4.2. Energy Availability and EAT-26/LEAF-Q Screeners

Overall, the average EA was 32.36 kcal·kg·FFM·day−1. Optimal EA is considered ≥45 kcal·kg·FFM·day−1; when EA drops below 30 kcal·kg·FFM·day−1 or less, negative physiological changes begin to occur [4]. Based on the three-day food diaries, six of the thirteen participants had EA below 30 kcal·kg·FFM·day−1. Six participants had estimated EA between 30 and 45 kcal·kg·FFM·day−1. For the current study, seven out of thirteen participants were at risk for RED-S by scoring an ≥8 or ≥3.2 on the LEAF-Q and LEAM-Q, respectively. A similar study found that females with amenorrhea and males with lower testosterone had a significant difference in scores on the LEAF-Q and the Triad tool than females with eumenorrhea and males with low compared to moderate EA [14] [18]. Though there was no significance between participants who were at risk for RED-S and LEA (p < 0.429), only one participant had what is considered optimal EA of 45 kcal·kg·FFM·day−1. Evidence suggests that some individuals may be more sensitive to LEA than others and may be more likely to experience negative physiological symptoms [19]. There was a marginal significance found when comparing EA levels and whether or not they had reported experiencing an injury between those at risk for RED-S and those not at risk for RED-S (p < 0.080). Therefore, EA of those at risk for RED-S was marginally significant when predicting if a participant had experienced an injury. Injuries or bone injuries, and LEA are components that are often paired together.

Scores greater than 20 on the EAT-26 indicate a need for further investigation by a qualified professional [8]. Only one participant scored higher than 20 (score of 45) on the EAT-26. This same participant also had LEA and was at risk for RED-S based on the LEAF-Q score (23.61 EA kcal·kg·FFM·day−1, 15 LEAF-Q score). A study investigated whether the presence of dieting behaviors, disordered eating, and level of body dissatisfaction for female athletes was impacted by the level of sport such as elite, recreational, or noncompetitive. The EAT-26 was used to identify if the participants were at risk for an eating disorder or disordered eating that warranted further investigation by a professional [20]. As a result, more disordered eating patterns were noticed in leanness-important sport and elite athletes. Participants in the current study are in what is considered a leanness focused or weight sensitive sport and are at a collegiate level (i.e. cross-country competitive running).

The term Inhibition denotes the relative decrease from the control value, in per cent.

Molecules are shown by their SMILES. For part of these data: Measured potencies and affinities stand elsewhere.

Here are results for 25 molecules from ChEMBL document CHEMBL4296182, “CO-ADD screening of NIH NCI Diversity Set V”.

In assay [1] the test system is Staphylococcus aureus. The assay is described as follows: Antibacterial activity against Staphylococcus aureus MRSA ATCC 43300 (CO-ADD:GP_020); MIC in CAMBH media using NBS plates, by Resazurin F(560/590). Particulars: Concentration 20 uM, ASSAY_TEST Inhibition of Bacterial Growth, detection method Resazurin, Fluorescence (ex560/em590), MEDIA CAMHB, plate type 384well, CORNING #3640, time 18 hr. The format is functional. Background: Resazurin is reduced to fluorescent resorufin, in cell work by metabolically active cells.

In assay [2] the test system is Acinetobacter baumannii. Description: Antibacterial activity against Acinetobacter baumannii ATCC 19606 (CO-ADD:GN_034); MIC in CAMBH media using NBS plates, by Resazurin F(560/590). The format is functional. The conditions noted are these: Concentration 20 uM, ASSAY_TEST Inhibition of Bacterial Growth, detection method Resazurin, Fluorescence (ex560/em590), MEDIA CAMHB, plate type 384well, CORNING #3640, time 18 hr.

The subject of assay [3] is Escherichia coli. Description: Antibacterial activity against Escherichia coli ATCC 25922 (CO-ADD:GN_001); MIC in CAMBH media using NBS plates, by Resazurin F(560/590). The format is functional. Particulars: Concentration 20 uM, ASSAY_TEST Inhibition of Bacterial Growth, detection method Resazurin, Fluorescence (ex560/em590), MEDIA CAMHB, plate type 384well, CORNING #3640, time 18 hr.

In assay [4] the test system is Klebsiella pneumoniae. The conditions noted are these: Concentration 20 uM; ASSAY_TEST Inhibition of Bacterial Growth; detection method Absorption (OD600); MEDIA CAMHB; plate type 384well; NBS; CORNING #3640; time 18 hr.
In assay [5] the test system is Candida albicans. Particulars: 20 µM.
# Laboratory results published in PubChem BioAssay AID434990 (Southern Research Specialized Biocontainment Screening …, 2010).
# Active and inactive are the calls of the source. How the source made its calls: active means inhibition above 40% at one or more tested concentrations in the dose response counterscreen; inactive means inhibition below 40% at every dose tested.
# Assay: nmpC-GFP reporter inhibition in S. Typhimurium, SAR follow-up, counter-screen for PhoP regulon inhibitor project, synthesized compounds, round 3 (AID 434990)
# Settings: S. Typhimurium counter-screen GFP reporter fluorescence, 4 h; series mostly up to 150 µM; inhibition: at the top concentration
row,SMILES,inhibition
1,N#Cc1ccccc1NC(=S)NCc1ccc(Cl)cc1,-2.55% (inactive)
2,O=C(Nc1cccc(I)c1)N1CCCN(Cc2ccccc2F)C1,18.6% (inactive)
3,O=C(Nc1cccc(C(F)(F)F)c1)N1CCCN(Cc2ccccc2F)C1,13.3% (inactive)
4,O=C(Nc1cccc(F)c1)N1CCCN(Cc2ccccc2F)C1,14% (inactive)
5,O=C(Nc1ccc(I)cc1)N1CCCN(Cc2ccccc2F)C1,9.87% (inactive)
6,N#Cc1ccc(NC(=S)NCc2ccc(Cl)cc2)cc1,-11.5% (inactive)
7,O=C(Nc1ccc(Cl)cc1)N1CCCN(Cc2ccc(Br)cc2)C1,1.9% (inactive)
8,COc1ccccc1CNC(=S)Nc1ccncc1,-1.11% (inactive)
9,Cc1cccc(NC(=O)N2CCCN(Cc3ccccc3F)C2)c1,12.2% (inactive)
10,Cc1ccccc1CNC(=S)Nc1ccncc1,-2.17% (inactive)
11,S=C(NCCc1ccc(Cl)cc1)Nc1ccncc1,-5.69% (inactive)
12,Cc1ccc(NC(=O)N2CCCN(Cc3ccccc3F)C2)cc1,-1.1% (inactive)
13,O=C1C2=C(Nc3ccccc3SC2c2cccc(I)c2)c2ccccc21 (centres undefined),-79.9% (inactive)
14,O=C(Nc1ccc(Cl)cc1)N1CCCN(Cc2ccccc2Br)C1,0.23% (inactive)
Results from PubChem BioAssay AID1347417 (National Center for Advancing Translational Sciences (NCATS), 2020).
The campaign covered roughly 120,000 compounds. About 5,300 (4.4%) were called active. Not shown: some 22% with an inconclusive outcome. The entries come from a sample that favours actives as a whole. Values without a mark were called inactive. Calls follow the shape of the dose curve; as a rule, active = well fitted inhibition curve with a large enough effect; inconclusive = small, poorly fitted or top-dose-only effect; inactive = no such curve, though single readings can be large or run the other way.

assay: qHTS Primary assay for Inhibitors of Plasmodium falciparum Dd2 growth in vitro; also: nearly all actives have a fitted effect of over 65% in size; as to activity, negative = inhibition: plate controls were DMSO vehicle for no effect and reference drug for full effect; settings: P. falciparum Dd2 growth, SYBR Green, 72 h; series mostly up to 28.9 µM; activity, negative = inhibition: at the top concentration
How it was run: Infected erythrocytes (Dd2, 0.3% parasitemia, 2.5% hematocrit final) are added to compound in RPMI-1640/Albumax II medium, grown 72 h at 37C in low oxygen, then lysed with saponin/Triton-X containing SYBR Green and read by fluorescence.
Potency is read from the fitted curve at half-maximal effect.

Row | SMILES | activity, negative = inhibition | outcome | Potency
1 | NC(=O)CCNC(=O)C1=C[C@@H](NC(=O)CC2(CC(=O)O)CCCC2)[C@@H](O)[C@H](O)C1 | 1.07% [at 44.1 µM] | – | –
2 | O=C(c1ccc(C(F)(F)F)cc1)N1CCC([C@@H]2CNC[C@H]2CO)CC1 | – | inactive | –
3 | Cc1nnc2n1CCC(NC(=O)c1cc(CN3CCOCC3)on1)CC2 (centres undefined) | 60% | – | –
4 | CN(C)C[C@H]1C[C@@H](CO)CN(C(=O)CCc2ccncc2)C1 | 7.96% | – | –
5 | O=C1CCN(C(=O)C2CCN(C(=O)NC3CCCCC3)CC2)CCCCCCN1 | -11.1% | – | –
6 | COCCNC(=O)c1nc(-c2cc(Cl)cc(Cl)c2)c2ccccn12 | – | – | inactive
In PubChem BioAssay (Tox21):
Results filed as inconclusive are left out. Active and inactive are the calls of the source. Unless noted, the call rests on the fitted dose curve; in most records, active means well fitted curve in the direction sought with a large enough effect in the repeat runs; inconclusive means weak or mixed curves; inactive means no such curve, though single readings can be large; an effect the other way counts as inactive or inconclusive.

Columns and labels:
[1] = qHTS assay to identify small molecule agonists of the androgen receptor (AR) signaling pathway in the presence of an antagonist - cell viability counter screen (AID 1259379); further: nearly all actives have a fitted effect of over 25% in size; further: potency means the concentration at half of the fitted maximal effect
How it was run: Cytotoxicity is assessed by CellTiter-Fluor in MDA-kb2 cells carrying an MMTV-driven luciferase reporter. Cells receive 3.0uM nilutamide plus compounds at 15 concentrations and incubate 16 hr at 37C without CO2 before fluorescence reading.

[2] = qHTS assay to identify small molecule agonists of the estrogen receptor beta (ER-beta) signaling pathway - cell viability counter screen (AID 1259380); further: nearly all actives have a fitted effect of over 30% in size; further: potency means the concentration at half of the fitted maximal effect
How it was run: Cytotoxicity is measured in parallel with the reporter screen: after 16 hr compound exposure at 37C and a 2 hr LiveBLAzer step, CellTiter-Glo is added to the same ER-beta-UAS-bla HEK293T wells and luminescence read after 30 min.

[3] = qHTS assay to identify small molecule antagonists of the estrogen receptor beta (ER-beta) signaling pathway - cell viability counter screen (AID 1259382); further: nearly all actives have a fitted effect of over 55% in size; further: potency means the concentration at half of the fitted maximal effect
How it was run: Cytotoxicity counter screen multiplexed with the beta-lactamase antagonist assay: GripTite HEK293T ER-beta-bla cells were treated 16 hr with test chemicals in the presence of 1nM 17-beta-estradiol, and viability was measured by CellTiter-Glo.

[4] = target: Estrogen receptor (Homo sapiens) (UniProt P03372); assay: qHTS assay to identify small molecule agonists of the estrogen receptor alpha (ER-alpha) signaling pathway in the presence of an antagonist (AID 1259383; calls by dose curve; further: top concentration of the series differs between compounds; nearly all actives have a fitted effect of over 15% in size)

There was no significance between runners who were at risk for disordered eating by taking the EAT-26 test and scoring 20 or higher and susceptibility to bone injury. A small sample size may explain why many of the tests, including this comparison, were non-significant. Athletes are potentially at higher risk for eating disorders than non-athletes due to the pressure and focus put on the body for performance, or particularly for sports that have more focus on aesthetic characteristics [21]. In an acute interventional study, Papageorgiou et al. found that five days of LEA, at 15 kcal·kg·LBM·day−1, decreased bone formation and increased bone resorption among women [22].

There is an association between negative psychological factors and LEA [9]. The LEAF-Q is meant to compliment disordered eating/eating disorder screening tools. These screening tools can indicate if athletes are at risk for LEA which is often linked to eating disorders and amenorrhea [9]. Scores comparing LEAF-Q and LEAM-Q of those at risk for RED-S and those not at risk for RED-S was significant. Those with RED-S had a higher mean score (11.43) than those not at risk for RED-S (4.83). Seven out of the thirteen participants in this study scored high enough to be considered at risk for RED-S.

5. Conclusion

Overall, this study determined that both male and female athletes who are at risk for RED-S have a greater chance of experiencing a higher number of injuries than athletes not at risk for RED-S. It is important to note that over half of the participants were at risk for RED-S. With a larger sample size additional results may be found for the relationship between RED-S and bone health in male and female athletes. Screening is recommended on both male and female athletes to determine risk for RED-S and its impact on overall athlete health and performance in variety of sports.

NOTES

*Each author contributed to the writing of this manuscript. Data is available upon reasonable request from sherri.stastny@ndsu.edu.

Conflicts of Interest

The authors declare no conflicts of interest regarding the publication of this paper.